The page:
Answer to Written Question: Achieving the goal of ‘zero toxic substances by 2030’

(Source: European Parliament)



Answer given by Ms Kyriakides

on behalf of the European Commission


The safety of European consumers is a priority for the Commission. Food products placed on the EU market must comply with maximum residue levels (MRLs) for pesticides[1] that ensure that consumers are not exposed to harmful levels of pesticides.

Every active substance is assessed comprehensively for its toxicity and MRLs ensure that the application of pesticides complies with good agricultural practices and that the exposure of humans stays below the relevant toxicological reference values.

The default MRL of 0.01 mg/kg accounts for the sensitivity limits of the analytical techniques of enforcement laboratories across the EU. Analytical results below that default MRL indicate the absence of a substance and ensure that harmonised enforcement action can be taken by Member States. In analytical terms, a “genuine zero” level of any substance does not exist. Instead, a definition is required based on the sensitivity of the analysis, which depends on the substance, the food matrix (e.g. type of foodstuff) and the analytical methods available. In particular, the level defined as “technical zero” must be the lowest level that is needed to still be able to detect the presence of a substance obtained by an analytical method and distinguish it unambiguously from unspecific background findings coming from the food matrix or the analytical instruments themselves.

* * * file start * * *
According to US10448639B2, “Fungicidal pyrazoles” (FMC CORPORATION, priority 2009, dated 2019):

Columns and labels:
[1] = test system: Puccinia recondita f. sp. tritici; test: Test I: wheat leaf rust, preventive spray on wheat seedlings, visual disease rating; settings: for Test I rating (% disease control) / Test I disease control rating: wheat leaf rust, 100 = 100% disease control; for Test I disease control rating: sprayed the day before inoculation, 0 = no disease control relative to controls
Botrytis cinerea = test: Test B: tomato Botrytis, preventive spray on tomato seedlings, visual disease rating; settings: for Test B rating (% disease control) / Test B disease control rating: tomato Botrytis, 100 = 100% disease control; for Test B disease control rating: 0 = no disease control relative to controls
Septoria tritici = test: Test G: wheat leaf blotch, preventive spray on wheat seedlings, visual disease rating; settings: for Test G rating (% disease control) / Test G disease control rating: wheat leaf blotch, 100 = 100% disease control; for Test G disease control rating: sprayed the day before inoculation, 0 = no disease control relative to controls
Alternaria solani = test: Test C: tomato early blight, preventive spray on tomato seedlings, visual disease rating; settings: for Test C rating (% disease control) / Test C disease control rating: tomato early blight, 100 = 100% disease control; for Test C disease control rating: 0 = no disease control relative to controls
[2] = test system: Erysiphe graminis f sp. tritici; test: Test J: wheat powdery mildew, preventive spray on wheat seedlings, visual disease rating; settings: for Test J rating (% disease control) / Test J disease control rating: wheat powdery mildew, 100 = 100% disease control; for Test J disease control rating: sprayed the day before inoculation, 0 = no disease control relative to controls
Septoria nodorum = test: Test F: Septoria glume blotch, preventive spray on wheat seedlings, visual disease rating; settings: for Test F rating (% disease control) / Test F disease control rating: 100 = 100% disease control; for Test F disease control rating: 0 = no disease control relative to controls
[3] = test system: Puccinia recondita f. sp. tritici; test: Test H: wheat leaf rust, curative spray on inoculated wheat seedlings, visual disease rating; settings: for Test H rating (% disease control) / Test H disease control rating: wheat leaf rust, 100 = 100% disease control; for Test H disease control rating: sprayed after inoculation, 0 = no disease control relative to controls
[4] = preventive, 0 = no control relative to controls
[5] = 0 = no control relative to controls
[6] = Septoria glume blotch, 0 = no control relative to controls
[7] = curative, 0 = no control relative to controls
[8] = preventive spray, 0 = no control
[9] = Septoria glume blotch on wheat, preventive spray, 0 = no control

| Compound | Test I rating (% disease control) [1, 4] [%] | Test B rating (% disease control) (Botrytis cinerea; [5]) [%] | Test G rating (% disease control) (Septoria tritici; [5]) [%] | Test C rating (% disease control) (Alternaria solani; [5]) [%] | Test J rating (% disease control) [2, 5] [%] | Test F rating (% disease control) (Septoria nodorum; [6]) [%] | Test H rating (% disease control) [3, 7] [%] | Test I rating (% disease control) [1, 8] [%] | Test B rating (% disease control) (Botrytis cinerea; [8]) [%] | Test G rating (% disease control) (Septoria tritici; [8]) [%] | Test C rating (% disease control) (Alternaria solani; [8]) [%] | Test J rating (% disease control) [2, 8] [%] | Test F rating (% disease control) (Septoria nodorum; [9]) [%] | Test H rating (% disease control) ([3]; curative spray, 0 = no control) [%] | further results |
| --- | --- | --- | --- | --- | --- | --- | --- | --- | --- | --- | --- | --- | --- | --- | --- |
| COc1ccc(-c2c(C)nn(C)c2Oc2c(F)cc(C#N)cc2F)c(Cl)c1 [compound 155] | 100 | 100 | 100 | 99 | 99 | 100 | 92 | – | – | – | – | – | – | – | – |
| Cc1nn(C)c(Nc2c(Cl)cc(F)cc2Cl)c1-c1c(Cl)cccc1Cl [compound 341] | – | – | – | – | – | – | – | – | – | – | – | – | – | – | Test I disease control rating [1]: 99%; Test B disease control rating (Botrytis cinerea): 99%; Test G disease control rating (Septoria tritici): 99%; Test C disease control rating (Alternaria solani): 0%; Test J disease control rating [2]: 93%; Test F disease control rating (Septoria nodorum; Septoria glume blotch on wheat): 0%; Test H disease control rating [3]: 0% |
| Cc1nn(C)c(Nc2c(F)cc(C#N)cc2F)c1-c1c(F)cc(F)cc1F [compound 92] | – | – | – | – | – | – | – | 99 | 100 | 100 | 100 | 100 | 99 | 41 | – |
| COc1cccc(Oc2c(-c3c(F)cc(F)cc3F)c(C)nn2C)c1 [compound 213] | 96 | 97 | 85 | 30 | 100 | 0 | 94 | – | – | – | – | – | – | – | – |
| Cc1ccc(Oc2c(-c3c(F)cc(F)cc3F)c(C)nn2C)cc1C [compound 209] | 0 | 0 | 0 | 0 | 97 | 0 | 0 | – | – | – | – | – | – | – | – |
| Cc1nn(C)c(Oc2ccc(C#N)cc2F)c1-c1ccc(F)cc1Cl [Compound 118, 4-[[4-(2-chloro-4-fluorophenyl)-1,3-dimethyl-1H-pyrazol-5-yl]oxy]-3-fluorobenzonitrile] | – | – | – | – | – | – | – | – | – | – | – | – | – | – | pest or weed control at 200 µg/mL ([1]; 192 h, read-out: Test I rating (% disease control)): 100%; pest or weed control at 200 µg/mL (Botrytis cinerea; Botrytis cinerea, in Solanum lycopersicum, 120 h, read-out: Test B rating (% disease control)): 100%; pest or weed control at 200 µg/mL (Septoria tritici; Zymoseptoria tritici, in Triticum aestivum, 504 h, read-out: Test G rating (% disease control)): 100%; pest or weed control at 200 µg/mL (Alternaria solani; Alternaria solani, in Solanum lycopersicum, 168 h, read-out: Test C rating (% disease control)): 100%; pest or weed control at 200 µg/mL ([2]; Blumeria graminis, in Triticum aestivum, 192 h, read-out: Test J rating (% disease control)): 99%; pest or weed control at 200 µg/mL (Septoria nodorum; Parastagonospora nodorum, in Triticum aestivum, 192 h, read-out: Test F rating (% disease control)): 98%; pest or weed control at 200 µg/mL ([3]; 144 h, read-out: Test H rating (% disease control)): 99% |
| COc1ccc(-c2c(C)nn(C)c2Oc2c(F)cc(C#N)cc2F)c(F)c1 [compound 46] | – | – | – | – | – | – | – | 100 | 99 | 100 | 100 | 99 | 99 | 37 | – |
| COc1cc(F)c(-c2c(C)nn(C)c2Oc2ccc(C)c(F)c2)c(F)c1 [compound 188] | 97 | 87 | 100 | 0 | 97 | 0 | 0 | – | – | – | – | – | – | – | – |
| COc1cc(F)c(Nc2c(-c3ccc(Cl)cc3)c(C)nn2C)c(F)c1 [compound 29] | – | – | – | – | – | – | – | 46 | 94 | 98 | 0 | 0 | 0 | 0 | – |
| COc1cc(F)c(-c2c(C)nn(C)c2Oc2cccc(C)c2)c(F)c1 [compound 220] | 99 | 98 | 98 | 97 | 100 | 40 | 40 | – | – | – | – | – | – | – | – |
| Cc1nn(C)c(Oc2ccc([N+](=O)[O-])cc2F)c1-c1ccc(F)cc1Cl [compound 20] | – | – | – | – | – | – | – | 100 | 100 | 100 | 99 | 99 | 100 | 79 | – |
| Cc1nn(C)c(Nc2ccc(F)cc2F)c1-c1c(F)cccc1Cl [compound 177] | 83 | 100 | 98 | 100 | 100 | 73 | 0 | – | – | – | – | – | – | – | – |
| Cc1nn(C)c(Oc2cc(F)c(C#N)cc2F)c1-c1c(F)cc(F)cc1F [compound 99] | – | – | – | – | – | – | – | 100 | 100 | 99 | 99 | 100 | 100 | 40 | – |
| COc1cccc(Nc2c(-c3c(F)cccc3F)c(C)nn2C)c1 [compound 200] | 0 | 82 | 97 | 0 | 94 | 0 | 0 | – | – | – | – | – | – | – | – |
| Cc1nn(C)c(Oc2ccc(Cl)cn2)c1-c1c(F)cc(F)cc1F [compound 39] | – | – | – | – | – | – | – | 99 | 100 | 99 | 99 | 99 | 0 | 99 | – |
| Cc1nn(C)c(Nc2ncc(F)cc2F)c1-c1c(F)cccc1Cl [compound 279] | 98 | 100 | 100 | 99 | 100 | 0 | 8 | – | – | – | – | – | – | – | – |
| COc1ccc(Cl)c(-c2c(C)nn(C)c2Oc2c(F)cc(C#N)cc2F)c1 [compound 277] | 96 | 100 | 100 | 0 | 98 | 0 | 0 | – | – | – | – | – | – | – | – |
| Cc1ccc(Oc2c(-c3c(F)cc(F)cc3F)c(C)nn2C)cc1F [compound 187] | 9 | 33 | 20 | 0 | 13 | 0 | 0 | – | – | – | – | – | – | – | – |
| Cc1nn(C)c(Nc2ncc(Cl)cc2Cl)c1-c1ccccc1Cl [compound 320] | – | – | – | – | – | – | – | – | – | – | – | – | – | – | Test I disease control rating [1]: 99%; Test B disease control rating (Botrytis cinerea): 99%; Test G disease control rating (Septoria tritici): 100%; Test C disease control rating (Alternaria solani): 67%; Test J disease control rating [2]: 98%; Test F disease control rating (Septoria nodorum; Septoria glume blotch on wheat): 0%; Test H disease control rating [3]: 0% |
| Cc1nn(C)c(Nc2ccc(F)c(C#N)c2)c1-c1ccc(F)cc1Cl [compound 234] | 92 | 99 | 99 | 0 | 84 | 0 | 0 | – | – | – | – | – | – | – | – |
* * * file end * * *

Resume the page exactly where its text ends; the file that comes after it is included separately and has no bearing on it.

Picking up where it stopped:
The EU Reference Laboratories for pesticide residues advise the Commission in this respect and provide technical information supporting the update of MRLs accordingly whenever this is needed.

[1] Regulation (EC) No 396/2005 of the European Parliament and of the Council of 23 February 2005 on maximum residue levels of pesticides in or on food and feed of plant and animal origin and amending Council Directive 91/414/EEC

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